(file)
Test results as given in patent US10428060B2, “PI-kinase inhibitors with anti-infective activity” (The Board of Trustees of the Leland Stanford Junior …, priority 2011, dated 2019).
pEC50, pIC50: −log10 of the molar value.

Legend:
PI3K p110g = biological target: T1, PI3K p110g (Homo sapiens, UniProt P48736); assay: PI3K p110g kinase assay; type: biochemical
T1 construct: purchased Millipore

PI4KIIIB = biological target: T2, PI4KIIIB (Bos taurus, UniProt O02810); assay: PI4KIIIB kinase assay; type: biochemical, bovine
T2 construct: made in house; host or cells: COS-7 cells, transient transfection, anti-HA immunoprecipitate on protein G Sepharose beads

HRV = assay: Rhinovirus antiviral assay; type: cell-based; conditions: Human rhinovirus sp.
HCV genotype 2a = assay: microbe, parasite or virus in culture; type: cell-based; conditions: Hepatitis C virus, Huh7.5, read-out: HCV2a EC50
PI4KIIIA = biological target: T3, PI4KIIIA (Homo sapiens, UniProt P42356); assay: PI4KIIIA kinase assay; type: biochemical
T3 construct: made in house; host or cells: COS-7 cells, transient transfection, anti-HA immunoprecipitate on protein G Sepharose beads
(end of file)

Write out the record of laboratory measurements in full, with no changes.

Test results as given in patent US10428060B2, “PI-kinase inhibitors with anti-infective activity” (The Board of Trustees of the Leland Stanford Junior …, priority 2011, dated 2019).
pEC50, pIC50: −log10 of the molar value.

Legend:
PI3K p110g = biological target: T1, PI3K p110g (Homo sapiens, UniProt P48736); assay: PI3K p110g kinase assay; type: biochemical
T1 construct: purchased Millipore

PI4KIIIB = biological target: T2, PI4KIIIB (Bos taurus, UniProt O02810); assay: PI4KIIIB kinase assay; type: biochemical, bovine
T2 construct: made in house; host or cells: COS-7 cells, transient transfection, anti-HA immunoprecipitate on protein G Sepharose beads

HRV = assay: Rhinovirus antiviral assay; type: cell-based; conditions: Human rhinovirus sp.
HCV genotype 2a = assay: microbe, parasite or virus in culture; type: cell-based; conditions: Hepatitis C virus, Huh7.5, read-out: HCV2a EC50
PI4KIIIA = biological target: T3, PI4KIIIA (Homo sapiens, UniProt P42356); assay: PI4KIIIA kinase assay; type: biochemical
T3 construct: made in house; host or cells: COS-7 cells, transient transfection, anti-HA immunoprecipitate on protein G Sepharose beads